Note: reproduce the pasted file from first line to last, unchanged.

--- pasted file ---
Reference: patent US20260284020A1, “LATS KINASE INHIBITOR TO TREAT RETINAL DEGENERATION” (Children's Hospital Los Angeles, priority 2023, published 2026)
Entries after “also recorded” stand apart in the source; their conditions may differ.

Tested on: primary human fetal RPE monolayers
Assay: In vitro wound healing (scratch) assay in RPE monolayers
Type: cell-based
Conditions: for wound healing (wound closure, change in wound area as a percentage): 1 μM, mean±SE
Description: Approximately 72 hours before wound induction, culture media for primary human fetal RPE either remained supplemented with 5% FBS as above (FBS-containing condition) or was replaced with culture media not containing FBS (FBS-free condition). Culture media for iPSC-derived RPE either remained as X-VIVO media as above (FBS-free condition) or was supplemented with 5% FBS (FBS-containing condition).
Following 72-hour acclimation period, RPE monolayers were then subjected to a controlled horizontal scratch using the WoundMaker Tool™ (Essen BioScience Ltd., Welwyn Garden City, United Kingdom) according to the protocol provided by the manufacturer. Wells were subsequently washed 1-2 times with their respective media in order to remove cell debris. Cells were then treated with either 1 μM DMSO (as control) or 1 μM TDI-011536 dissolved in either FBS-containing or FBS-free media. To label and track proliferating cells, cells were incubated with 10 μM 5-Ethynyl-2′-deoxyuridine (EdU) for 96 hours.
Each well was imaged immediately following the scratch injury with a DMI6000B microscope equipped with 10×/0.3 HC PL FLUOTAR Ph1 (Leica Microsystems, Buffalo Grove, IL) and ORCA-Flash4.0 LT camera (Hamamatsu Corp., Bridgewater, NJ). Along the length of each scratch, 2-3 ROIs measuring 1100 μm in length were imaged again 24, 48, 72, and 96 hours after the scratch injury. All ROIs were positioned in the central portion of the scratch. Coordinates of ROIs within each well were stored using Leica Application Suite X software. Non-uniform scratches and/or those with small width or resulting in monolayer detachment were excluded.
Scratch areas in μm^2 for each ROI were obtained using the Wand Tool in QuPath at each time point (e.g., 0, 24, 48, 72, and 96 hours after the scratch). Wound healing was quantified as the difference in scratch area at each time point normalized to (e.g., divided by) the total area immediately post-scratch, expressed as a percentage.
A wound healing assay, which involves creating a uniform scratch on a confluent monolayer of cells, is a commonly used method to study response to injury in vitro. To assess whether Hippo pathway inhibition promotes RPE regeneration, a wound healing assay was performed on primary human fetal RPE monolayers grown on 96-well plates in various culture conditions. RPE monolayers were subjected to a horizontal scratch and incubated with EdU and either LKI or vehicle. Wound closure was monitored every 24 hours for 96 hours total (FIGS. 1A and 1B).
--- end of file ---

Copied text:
Reference: patent US20260284020A1, “LATS KINASE INHIBITOR TO TREAT RETINAL DEGENERATION” (Children's Hospital Los Angeles, priority 2023, published 2026)
Entries after “also recorded” stand apart in the source; their conditions may differ.

Tested on: primary human fetal RPE monolayers
Assay: In vitro wound healing (scratch) assay in RPE monolayers
Type: cell-based
Conditions: for wound healing (wound closure, change in wound area as a percentage): 1 μM, mean±SE
Description: Approximately 72 hours before wound induction, culture media for primary human fetal RPE either remained supplemented with 5% FBS as above (FBS-containing condition) or was replaced with culture media not containing FBS (FBS-free condition). Culture media for iPSC-derived RPE either remained as X-VIVO media as above (FBS-free condition) or was supplemented with 5% FBS (FBS-containing condition).
Following 72-hour acclimation period, RPE monolayers were then subjected to a controlled horizontal scratch using the WoundMaker Tool™ (Essen BioScience Ltd., Welwyn Garden City, United Kingdom) according to the protocol provided by the manufacturer. Wells were subsequently washed 1-2 times with their respective media in order to remove cell debris. Cells were then treated with either 1 μM DMSO (as control) or 1 μM TDI-011536 dissolved in either FBS-containing or FBS-free media. To label and track proliferating cells, cells were incubated with 10 μM 5-Ethynyl-2′-deoxyuridine (EdU) for 96 hours.
Each well was imaged immediately following the scratch injury with a DMI6000B microscope equipped with 10×/0.3 HC PL FLUOTAR Ph1 (Leica Microsystems, Buffalo Grove, IL) and ORCA-Flash4.0 LT camera (Hamamatsu Corp., Bridgewater, NJ). Along the length of each scratch, 2-3 ROIs measuring 1100 μm in length were imaged again 24, 48, 72, and 96 hours after the scratch injury. All ROIs were positioned in the central portion of the scratch. Coordinates of ROIs within each well were stored using Leica Application Suite X software. Non-uniform scratches and/or those with small width or resulting in monolayer detachment were excluded.
Scratch areas in μm^2 for each ROI were obtained using the Wand Tool in QuPath at each time point (e.g., 0, 24, 48, 72, and 96 hours after the scratch). Wound healing was quantified as the difference in scratch area at each time point normalized to (e.g., divided by) the total area immediately post-scratch, expressed as a percentage.
A wound healing assay, which involves creating a uniform scratch on a confluent monolayer of cells, is a commonly used method to study response to injury in vitro. To assess whether Hippo pathway inhibition promotes RPE regeneration, a wound healing assay was performed on primary human fetal RPE monolayers grown on 96-well plates in various culture conditions. RPE monolayers were subjected to a horizontal scratch and incubated with EdU and either LKI or vehicle. Wound closure was monitored every 24 hours for 96 hours total (FIGS. 1A and 1B).